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Sosnowiec 1906 - Somerset 1988
Caziel was first active as an artist in Warsaw, amongst other artist who where very much inspired by l’école de Paris. At the start of the Second World War, he joined the Polish army in France. After their defeat in Paris, he fled to Aix-en-provence. It was a conscious decision to move tot his region, as it was the milieu of Cézanne, of whom Caziel was a great admirer. Inspired by the light of the Provence and Cézanne’s works, Caziel painted several nudes in the 1940’s, as a tribute to the French master.
Besides nature and light, Caziel was also intrigued by monumental architectonic compositions. In 1946 he was asked to paint the wall decorations for the Polish Pavilion at the UNESCO exhibition.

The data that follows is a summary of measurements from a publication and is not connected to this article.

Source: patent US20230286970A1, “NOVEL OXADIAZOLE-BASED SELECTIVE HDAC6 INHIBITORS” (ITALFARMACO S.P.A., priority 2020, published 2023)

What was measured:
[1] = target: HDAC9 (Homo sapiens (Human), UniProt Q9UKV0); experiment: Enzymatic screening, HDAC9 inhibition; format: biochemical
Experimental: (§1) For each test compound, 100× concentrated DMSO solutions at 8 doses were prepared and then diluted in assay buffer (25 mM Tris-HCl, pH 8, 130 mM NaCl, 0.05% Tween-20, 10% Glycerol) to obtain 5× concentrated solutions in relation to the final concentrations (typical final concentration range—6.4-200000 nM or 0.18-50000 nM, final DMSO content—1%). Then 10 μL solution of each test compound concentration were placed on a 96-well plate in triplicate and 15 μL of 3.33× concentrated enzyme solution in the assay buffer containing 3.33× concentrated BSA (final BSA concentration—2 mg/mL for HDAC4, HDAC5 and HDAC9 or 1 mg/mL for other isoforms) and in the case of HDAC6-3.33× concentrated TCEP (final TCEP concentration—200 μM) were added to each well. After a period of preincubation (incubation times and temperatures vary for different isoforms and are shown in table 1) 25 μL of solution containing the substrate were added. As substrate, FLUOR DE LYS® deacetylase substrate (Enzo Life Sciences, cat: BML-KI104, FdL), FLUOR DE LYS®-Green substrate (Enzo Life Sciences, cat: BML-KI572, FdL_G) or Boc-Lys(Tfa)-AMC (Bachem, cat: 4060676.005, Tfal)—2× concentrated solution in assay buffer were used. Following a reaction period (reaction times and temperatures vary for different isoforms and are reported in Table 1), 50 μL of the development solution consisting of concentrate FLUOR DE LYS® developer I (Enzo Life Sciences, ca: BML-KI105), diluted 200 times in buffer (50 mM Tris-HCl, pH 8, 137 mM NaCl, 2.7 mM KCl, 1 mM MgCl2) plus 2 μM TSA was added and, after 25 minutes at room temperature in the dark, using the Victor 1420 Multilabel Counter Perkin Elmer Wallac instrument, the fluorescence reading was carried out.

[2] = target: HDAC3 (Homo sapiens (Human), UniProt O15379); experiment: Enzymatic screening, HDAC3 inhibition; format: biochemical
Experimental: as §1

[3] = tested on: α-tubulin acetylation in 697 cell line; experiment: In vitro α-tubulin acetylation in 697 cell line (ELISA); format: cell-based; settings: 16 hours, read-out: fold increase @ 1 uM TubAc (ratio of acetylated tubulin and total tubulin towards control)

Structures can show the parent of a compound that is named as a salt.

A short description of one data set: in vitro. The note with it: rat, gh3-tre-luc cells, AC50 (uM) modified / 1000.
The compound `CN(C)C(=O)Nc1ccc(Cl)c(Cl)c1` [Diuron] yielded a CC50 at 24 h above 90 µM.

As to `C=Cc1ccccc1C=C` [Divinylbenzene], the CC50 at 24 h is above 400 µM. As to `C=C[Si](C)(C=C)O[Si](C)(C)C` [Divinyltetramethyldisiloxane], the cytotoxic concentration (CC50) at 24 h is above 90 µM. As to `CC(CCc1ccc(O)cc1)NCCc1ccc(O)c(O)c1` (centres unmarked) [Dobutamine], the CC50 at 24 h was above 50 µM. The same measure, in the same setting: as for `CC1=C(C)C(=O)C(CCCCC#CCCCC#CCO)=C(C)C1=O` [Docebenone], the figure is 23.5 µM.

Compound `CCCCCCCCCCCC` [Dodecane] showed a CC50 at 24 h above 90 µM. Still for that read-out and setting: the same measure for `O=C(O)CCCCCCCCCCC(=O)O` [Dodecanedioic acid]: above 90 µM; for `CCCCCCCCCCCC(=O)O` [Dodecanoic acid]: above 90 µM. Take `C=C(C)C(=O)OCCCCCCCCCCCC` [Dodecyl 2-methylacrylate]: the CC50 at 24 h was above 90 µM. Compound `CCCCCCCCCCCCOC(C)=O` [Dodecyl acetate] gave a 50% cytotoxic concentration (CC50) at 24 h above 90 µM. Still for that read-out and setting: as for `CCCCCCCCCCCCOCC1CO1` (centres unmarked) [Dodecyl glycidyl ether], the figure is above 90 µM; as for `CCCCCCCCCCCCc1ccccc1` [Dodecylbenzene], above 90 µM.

When he went back to Paris in the late 1940’s, Caziel became close friends with Pablo Picasso, as they shared a studio for 5 years. During this time, his interest in abstract painting grew and became more defined. It was his most productive time and Caziel was present at several great exhibitions such as the Salon de Mai, where he exhibited amongst Vasarely, Manessier, Hartung and he attracted the attention of Le Corbusier and Brancusi.
The typical Post-War mentality of reinvention and epicurean search for joy, are important elements throughout the whole of Caziel’s oeuvre.
In 1969 Caziel moved to Great Britain, after which he experienced a complete style change. No longer did he search for structural richness, from now on he focussed on more smooth and flat shapes and intense colours.
Overall his works become more geometrical, laden with the poetry of momentary incidents and emotions.
In the late 1960’s, Caziel had several successful exhibitions at the Grabowski Gallery in London and even had a show in the royal academy of arts.